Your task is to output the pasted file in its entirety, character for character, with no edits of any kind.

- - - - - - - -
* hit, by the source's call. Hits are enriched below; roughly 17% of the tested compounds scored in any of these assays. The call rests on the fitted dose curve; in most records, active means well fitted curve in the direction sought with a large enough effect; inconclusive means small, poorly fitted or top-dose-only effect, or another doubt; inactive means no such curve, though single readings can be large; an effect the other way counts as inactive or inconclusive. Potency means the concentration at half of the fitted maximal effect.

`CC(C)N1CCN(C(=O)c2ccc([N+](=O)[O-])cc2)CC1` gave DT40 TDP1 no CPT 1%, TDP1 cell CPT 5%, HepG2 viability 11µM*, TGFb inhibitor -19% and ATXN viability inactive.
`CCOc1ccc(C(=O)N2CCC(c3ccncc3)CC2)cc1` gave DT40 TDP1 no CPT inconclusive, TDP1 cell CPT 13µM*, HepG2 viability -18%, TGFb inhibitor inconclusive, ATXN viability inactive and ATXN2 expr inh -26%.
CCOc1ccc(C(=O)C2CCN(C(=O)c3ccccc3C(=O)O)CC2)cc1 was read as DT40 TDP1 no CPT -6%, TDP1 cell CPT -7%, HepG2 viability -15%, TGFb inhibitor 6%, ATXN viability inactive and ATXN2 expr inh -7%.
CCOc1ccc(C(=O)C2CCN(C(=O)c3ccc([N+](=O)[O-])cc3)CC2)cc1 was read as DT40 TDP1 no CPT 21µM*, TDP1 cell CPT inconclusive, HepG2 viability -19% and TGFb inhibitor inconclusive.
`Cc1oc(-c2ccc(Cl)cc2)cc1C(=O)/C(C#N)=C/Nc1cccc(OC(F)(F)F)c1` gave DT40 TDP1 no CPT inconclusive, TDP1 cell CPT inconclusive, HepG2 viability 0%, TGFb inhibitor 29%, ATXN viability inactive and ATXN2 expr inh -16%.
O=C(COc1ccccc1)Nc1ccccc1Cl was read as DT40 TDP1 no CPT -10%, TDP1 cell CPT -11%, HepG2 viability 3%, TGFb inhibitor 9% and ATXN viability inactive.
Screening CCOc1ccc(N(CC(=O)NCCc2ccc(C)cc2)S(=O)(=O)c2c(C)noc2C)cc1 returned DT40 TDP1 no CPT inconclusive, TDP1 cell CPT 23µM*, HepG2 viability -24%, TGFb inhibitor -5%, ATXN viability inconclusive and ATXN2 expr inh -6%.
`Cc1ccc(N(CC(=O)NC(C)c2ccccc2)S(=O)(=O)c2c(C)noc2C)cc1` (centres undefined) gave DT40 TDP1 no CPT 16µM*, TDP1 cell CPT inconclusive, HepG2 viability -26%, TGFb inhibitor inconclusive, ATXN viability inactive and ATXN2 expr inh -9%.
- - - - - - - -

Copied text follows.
* hit, by the source's call. Hits are enriched below; roughly 17% of the tested compounds scored in any of these assays. The call rests on the fitted dose curve; in most records, active means well fitted curve in the direction sought with a large enough effect; inconclusive means small, poorly fitted or top-dose-only effect, or another doubt; inactive means no such curve, though single readings can be large; an effect the other way counts as inactive or inconclusive. Potency means the concentration at half of the fitted maximal effect.

`CC(C)N1CCN(C(=O)c2ccc([N+](=O)[O-])cc2)CC1` gave DT40 TDP1 no CPT 1%, TDP1 cell CPT 5%, HepG2 viability 11µM*, TGFb inhibitor -19% and ATXN viability inactive.
`CCOc1ccc(C(=O)N2CCC(c3ccncc3)CC2)cc1` gave DT40 TDP1 no CPT inconclusive, TDP1 cell CPT 13µM*, HepG2 viability -18%, TGFb inhibitor inconclusive, ATXN viability inactive and ATXN2 expr inh -26%.
CCOc1ccc(C(=O)C2CCN(C(=O)c3ccccc3C(=O)O)CC2)cc1 was read as DT40 TDP1 no CPT -6%, TDP1 cell CPT -7%, HepG2 viability -15%, TGFb inhibitor 6%, ATXN viability inactive and ATXN2 expr inh -7%.
CCOc1ccc(C(=O)C2CCN(C(=O)c3ccc([N+](=O)[O-])cc3)CC2)cc1 was read as DT40 TDP1 no CPT 21µM*, TDP1 cell CPT inconclusive, HepG2 viability -19% and TGFb inhibitor inconclusive.
`Cc1oc(-c2ccc(Cl)cc2)cc1C(=O)/C(C#N)=C/Nc1cccc(OC(F)(F)F)c1` gave DT40 TDP1 no CPT inconclusive, TDP1 cell CPT inconclusive, HepG2 viability 0%, TGFb inhibitor 29%, ATXN viability inactive and ATXN2 expr inh -16%.
O=C(COc1ccccc1)Nc1ccccc1Cl was read as DT40 TDP1 no CPT -10%, TDP1 cell CPT -11%, HepG2 viability 3%, TGFb inhibitor 9% and ATXN viability inactive.
Screening CCOc1ccc(N(CC(=O)NCCc2ccc(C)cc2)S(=O)(=O)c2c(C)noc2C)cc1 returned DT40 TDP1 no CPT inconclusive, TDP1 cell CPT 23µM*, HepG2 viability -24%, TGFb inhibitor -5%, ATXN viability inconclusive and ATXN2 expr inh -6%.
`Cc1ccc(N(CC(=O)NC(C)c2ccccc2)S(=O)(=O)c2c(C)noc2C)cc1` (centres undefined) gave DT40 TDP1 no CPT 16µM*, TDP1 cell CPT inconclusive, HepG2 viability -26%, TGFb inhibitor inconclusive, ATXN viability inactive and ATXN2 expr inh -9%.